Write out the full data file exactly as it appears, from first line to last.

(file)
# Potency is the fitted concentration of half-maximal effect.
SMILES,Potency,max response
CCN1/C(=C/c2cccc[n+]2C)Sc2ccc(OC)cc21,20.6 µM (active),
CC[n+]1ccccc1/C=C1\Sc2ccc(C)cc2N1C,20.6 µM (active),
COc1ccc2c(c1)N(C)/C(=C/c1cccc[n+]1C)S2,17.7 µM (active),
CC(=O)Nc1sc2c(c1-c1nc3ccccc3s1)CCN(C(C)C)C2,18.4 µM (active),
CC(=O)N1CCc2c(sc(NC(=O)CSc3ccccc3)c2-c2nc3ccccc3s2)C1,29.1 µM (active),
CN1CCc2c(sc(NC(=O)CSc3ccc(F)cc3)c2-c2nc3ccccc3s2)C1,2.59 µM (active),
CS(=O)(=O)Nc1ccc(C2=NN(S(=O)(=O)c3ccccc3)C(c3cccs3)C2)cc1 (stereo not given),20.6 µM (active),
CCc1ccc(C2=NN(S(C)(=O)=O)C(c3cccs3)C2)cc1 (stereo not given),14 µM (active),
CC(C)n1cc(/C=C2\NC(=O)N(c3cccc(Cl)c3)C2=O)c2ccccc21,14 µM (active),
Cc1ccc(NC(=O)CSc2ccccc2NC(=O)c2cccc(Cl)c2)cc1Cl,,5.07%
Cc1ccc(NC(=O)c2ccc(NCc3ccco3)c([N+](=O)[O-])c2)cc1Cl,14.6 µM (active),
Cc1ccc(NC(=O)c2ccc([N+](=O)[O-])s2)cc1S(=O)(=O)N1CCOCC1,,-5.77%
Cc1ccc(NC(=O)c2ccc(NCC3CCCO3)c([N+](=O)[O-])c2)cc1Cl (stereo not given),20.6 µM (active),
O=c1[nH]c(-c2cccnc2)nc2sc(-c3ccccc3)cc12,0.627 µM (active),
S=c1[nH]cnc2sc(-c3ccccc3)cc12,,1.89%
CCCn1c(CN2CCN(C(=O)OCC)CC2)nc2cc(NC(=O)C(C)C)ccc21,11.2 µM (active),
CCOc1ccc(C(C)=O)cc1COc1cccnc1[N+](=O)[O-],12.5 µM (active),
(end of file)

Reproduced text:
# Potency is the fitted concentration of half-maximal effect.
SMILES,Potency,max response
CCN1/C(=C/c2cccc[n+]2C)Sc2ccc(OC)cc21,20.6 µM (active),
CC[n+]1ccccc1/C=C1\Sc2ccc(C)cc2N1C,20.6 µM (active),
COc1ccc2c(c1)N(C)/C(=C/c1cccc[n+]1C)S2,17.7 µM (active),
CC(=O)Nc1sc2c(c1-c1nc3ccccc3s1)CCN(C(C)C)C2,18.4 µM (active),
CC(=O)N1CCc2c(sc(NC(=O)CSc3ccccc3)c2-c2nc3ccccc3s2)C1,29.1 µM (active),
CN1CCc2c(sc(NC(=O)CSc3ccc(F)cc3)c2-c2nc3ccccc3s2)C1,2.59 µM (active),
CS(=O)(=O)Nc1ccc(C2=NN(S(=O)(=O)c3ccccc3)C(c3cccs3)C2)cc1 (stereo not given),20.6 µM (active),
CCc1ccc(C2=NN(S(C)(=O)=O)C(c3cccs3)C2)cc1 (stereo not given),14 µM (active),
CC(C)n1cc(/C=C2\NC(=O)N(c3cccc(Cl)c3)C2=O)c2ccccc21,14 µM (active),
Cc1ccc(NC(=O)CSc2ccccc2NC(=O)c2cccc(Cl)c2)cc1Cl,,5.07%
Cc1ccc(NC(=O)c2ccc(NCc3ccco3)c([N+](=O)[O-])c2)cc1Cl,14.6 µM (active),
Cc1ccc(NC(=O)c2ccc([N+](=O)[O-])s2)cc1S(=O)(=O)N1CCOCC1,,-5.77%
Cc1ccc(NC(=O)c2ccc(NCC3CCCO3)c([N+](=O)[O-])c2)cc1Cl (stereo not given),20.6 µM (active),
O=c1[nH]c(-c2cccnc2)nc2sc(-c3ccccc3)cc12,0.627 µM (active),
S=c1[nH]cnc2sc(-c3ccccc3)cc12,,1.89%
CCCn1c(CN2CCN(C(=O)OCC)CC2)nc2cc(NC(=O)C(C)C)ccc21,11.2 µM (active),
CCOc1ccc(C(C)=O)cc1COc1cccnc1[N+](=O)[O-],12.5 µM (active),